Environmental activists rally against Hennepin Energy Recovery Center trash incinerator
Environmental justice groups in Minneapolis want to end trash burning in Minneapolis. They spoke Tuesday at a Hennepin County Board meeting and afterwards at a rally against the Hennepin Energy Recovery Center, or HERC.
The Minnesota Environmental Justice Table — a coalition of environmental justice groups — and other organizations attended the meeting. Many held signs outside the meeting room against the windows that read, “We Can’t Breathe” and “Minnetonka & Edina: Stop Burning Your Trash in Our Lungs.”
Advocates and many nearby residents in north Minneapolis want the county to shut down the HERC by 2025. They also want restitution to the communities impacted by the HERC, located near the industrial trash incinerator.
Loretta Akpala, a resident physician at a north Minneapolis clinic, spoke at the meeting. She says the trash incinerator near north Minneapolis emits harmful gases and that leads to many cases of respiratory diseases, especially asthma, in her clinic.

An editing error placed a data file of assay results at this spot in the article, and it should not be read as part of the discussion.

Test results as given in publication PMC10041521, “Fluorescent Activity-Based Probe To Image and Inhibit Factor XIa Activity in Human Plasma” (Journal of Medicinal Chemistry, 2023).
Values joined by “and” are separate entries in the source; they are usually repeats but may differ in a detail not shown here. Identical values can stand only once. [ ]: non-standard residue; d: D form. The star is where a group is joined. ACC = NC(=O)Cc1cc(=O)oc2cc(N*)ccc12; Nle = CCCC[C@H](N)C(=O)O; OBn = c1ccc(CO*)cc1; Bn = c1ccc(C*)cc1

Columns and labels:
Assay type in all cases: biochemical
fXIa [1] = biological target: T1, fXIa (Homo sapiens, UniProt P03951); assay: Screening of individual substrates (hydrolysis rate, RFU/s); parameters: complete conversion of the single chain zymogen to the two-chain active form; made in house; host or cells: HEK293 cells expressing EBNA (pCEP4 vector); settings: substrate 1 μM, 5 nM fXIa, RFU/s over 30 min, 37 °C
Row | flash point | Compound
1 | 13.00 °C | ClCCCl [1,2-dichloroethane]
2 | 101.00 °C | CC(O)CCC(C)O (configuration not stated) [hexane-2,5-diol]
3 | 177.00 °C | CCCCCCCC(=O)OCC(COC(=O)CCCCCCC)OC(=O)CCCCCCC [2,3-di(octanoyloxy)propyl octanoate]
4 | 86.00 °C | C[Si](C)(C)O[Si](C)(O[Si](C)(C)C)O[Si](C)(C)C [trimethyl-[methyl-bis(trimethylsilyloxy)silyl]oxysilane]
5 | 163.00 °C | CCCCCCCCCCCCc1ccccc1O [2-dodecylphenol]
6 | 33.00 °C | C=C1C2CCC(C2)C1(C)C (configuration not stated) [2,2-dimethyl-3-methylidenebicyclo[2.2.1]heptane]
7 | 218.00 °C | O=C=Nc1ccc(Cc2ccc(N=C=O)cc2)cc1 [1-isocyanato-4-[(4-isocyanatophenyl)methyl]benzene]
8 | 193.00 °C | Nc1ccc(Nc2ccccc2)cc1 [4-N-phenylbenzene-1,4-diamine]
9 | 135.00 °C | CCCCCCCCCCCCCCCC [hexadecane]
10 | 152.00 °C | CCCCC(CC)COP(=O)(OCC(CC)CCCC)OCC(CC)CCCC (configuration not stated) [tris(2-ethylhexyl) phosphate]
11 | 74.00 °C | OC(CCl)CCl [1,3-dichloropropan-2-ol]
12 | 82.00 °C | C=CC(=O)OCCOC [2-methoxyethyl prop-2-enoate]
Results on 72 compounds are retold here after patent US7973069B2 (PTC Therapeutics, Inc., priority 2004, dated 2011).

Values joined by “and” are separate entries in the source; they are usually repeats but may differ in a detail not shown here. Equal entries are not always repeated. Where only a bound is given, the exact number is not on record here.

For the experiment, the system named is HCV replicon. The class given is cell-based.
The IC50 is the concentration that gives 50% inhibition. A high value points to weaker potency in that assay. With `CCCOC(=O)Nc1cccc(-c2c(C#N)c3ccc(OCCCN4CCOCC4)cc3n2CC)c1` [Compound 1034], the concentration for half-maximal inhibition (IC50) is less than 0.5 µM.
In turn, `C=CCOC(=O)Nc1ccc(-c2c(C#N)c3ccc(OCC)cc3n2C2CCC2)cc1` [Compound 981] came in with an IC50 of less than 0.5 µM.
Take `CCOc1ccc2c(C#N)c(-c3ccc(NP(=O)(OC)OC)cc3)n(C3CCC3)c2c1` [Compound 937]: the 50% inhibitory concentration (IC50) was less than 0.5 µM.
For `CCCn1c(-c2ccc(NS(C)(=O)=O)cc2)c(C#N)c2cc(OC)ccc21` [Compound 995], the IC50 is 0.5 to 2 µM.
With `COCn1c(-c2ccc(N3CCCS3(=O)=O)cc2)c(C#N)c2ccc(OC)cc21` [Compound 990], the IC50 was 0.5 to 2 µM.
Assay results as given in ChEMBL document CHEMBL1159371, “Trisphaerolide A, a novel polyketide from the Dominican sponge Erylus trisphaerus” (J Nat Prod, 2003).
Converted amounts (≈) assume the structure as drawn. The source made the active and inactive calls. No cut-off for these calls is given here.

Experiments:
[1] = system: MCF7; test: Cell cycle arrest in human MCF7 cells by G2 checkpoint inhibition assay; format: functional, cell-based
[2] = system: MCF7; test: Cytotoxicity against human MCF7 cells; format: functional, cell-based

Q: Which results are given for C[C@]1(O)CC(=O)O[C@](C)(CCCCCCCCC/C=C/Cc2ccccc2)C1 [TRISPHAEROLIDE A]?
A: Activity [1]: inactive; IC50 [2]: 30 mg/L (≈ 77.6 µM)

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“Really, really bad gases that are emitted such as nitrous oxide, and even sulfates in the air is part of what is making the gases from the head really poisonous to the community,” Akpala said.
According to the rally's organizers, 49 percent of residents who live near the HERC are low-income and people of color, a population that is disproportionately exposed to air pollution.
Stephanie Maari Booker spoke after the rally. The 20-year north Minneapolis resident said her mother called to warn her to stay inside due to a poor air quality alert recently. Booker says she was outside but didn’t notice a difference in the air.
“Why? Because I'm used to smelling stuff burning over north all the time,” she said. “So I couldn't tell the difference.”
All who spoke at the meeting opposed the HERC.
The Hennepin County website says air emissions at HERC are cleaned and treated before being released, and that the emissions are below the European Union standards for waste-to-energy facilities. The website says the HERC is environmentally preferable to landfills.
“Hennepin County residents and businesses generate more than one million tons of waste each year. Add up all this waste and it's enough to fill Target Field more than 11 times,” the website says. “Processing 365,000 tons of waste at HERC each year is just one part of the county's waste management efforts that emphasize waste prevention, reuse, recycling and composting.”